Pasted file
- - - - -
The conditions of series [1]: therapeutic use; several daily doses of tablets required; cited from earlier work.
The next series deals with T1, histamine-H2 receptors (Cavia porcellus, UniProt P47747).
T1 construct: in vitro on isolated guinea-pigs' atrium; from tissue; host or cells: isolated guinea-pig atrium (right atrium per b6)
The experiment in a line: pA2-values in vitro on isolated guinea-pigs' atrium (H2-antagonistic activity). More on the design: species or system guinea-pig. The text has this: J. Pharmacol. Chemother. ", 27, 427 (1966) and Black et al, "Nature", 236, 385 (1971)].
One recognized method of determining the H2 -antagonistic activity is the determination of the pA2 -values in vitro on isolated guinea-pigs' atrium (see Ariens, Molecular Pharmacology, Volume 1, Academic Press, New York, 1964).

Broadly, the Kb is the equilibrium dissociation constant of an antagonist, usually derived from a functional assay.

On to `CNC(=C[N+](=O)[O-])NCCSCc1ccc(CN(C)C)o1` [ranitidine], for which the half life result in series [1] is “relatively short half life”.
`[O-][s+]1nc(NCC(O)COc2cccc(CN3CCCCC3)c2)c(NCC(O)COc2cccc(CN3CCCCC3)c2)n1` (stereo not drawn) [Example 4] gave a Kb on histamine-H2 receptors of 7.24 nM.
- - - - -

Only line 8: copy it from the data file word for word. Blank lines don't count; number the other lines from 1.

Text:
`[O-][s+]1nc(NCC(O)COc2cccc(CN3CCCCC3)c2)c(NCC(O)COc2cccc(CN3CCCCC3)c2)n1` (stereo not drawn) [Example 4] gave a Kb on histamine-H2 receptors of 7.24 nM.